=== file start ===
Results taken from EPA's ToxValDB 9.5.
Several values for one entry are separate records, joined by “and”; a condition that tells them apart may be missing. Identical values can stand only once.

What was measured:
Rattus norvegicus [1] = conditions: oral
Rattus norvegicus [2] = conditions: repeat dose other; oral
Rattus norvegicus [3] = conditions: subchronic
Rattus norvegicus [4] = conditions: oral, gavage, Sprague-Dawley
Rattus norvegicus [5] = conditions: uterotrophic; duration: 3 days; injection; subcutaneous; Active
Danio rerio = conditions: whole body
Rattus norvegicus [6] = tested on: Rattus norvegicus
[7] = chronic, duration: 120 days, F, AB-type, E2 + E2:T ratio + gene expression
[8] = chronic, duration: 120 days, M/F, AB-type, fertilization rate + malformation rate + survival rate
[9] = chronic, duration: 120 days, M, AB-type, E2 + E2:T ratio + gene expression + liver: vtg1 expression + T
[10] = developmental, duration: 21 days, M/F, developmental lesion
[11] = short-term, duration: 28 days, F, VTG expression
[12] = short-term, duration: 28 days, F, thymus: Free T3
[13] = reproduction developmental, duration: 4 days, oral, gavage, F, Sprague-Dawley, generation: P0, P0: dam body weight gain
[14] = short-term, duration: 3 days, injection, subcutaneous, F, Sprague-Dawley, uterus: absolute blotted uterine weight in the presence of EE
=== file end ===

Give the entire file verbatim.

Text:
Results taken from EPA's ToxValDB 9.5.
Several values for one entry are separate records, joined by “and”; a condition that tells them apart may be missing. Identical values can stand only once.

What was measured:
Rattus norvegicus [1] = conditions: oral
Rattus norvegicus [2] = conditions: repeat dose other; oral
Rattus norvegicus [3] = conditions: subchronic
Rattus norvegicus [4] = conditions: oral, gavage, Sprague-Dawley
Rattus norvegicus [5] = conditions: uterotrophic; duration: 3 days; injection; subcutaneous; Active
Danio rerio = conditions: whole body
Rattus norvegicus [6] = tested on: Rattus norvegicus
[7] = chronic, duration: 120 days, F, AB-type, E2 + E2:T ratio + gene expression
[8] = chronic, duration: 120 days, M/F, AB-type, fertilization rate + malformation rate + survival rate
[9] = chronic, duration: 120 days, M, AB-type, E2 + E2:T ratio + gene expression + liver: vtg1 expression + T
[10] = developmental, duration: 21 days, M/F, developmental lesion
[11] = short-term, duration: 28 days, F, VTG expression
[12] = short-term, duration: 28 days, F, thymus: Free T3
[13] = reproduction developmental, duration: 4 days, oral, gavage, F, Sprague-Dawley, generation: P0, P0: dam body weight gain
[14] = short-term, duration: 3 days, injection, subcutaneous, F, Sprague-Dawley, uterus: absolute blotted uterine weight in the presence of EE